To put Freddie Hubbard's stature in perspective, in 2006, when he was named a National Endowment for the Arts Jazz Master -- perhaps the U.S. jazz world's highest honor -- he joined only seven other trumpeters: Roy Eldridge, Harry "Sweets" Edison, Clark Terry, Dizzy Gillespie, Miles Davis, Donald Byrd and Art Farmer. It is probably fair to say that he and Miles Davis were the most influential trumpeters of their generation.
Hubbard was originally from Indianapolis, Indiana, the youngest of six children in a musical family. "I had a sister who played classical piano and sang spirituals," he told he told Julie Coryell and Laura Friedman in their book, Jazz-Rock Fusion: The People, the Music. "My mother played the piano by ear and I had a brother who played the bass and tenor. So the music was hot and heavy. You'd hear somebody singing, somebody playing the piano, and always a record playing."
Indianapolis was a fertile environment for Freddie in his developmental years. He took up the trumpet in junior high school, and also played flugelhorn, piano, French horn, sousaphone and tuba. As a teenager he studied at the Jordan Conservatory with the principal trumpeter of the local symphony, and worked with with Wes and Monk Montgomery. He went on to form band of his own, the Jazz Contemporaries, with bassist Larry Ridley and saxophonist/flutist James Spaulding. Spaulding was to work with him on and off for the next 50 years.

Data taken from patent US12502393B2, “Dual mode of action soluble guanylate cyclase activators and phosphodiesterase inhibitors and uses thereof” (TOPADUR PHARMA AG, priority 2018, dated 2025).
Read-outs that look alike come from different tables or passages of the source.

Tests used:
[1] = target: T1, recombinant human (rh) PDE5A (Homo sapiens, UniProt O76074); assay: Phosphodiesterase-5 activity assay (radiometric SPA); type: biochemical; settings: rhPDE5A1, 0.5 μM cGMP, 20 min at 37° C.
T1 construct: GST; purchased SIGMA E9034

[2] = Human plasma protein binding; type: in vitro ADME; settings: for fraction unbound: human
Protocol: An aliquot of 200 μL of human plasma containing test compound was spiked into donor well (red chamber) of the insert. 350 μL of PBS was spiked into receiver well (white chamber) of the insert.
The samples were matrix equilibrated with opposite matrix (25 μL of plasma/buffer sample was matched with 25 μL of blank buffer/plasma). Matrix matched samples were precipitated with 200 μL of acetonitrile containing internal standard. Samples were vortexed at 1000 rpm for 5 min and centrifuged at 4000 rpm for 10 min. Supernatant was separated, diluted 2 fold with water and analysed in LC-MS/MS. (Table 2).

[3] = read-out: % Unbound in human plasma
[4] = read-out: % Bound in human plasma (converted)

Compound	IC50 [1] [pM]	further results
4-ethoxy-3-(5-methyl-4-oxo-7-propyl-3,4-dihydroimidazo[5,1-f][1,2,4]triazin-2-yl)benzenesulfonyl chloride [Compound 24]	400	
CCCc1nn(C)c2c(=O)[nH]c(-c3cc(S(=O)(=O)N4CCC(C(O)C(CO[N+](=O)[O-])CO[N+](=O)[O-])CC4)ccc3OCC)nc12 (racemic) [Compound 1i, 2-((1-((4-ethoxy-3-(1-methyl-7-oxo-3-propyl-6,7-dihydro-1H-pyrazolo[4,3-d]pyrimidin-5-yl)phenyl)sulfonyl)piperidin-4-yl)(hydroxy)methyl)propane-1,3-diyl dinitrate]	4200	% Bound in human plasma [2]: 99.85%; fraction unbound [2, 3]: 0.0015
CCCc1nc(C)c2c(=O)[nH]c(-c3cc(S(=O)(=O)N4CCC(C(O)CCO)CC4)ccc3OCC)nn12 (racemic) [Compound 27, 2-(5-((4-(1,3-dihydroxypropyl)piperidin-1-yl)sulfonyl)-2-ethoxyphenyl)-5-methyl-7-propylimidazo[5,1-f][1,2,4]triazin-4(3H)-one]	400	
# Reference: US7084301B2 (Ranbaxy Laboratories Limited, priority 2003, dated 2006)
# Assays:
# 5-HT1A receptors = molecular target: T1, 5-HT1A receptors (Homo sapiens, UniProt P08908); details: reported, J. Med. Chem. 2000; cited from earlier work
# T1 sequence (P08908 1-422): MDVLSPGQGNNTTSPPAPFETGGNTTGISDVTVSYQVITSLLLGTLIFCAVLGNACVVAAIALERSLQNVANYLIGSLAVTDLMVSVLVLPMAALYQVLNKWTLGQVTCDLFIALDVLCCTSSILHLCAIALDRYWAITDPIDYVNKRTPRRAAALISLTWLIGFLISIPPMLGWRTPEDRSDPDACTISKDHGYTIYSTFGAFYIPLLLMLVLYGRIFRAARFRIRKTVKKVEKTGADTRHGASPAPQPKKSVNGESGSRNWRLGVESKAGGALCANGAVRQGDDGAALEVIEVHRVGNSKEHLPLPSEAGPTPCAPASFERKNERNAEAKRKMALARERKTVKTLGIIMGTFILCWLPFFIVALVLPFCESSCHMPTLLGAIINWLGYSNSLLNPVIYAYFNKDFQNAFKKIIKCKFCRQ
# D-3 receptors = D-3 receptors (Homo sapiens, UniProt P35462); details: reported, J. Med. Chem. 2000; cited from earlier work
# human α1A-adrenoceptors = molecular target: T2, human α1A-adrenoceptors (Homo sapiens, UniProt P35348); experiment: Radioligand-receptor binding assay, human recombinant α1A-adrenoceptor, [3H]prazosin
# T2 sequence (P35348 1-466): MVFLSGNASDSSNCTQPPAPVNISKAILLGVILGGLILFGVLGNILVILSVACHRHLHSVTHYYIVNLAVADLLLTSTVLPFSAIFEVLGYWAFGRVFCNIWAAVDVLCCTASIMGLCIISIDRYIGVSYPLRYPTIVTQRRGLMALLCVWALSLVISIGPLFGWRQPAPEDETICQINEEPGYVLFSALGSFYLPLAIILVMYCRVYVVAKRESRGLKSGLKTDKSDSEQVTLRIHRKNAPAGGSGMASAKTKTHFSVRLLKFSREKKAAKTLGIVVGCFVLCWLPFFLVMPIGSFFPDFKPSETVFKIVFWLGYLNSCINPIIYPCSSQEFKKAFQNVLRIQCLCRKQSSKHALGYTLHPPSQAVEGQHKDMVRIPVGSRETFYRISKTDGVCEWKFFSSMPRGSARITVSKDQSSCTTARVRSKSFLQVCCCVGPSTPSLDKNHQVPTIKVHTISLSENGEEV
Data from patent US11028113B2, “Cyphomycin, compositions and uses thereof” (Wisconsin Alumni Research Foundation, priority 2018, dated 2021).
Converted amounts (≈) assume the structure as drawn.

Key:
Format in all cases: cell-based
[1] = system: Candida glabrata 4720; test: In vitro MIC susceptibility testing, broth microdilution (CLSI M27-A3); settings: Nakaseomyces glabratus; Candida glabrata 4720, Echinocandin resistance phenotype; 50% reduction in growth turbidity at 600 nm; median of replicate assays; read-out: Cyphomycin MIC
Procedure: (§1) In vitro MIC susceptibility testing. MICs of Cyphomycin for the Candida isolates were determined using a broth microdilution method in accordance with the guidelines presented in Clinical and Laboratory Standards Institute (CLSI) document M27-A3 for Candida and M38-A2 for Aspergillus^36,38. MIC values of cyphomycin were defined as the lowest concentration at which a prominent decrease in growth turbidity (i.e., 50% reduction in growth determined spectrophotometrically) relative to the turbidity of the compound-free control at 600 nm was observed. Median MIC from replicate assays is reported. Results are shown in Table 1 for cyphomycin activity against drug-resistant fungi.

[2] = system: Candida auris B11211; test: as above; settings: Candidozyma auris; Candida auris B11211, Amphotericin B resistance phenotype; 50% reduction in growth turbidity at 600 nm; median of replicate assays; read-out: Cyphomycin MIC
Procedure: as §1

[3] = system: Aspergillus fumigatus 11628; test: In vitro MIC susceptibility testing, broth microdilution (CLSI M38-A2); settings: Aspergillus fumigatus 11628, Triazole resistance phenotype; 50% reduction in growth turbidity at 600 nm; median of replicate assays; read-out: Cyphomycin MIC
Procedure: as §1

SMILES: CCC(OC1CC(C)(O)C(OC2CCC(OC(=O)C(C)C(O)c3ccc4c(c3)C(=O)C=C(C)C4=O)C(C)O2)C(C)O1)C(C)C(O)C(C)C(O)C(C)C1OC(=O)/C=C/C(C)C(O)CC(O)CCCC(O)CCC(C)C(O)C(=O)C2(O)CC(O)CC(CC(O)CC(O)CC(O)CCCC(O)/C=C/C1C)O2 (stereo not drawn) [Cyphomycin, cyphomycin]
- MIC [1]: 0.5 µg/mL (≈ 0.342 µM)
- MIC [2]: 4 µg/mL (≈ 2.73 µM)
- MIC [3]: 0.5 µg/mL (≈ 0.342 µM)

Eventually, Hubbard made the inevitable move to New York City. He arrived in 1958 at the age of 20. His roommate was Eric Dolphy, McCoy Tyner lived down the block, and other neighbors included Paul Chambers, Cedar Walton, Bobby Timmons, Kenny Barron and Wynton Kelly. But, as he told San Francisco Chronicle writer David Rubien, it was initially hard for him to break into the scene. "It took a month before I had a chance to sit in at jam sessions. They wouldn't let me. Finally, I just took my horn and walked up on the bandstand."
Once he had made himself heard, Hubbard astonished fans, critics, and his fellow musicians with the quality and maturity of his playing. He began working with several major jazz artists, including John Coltrane.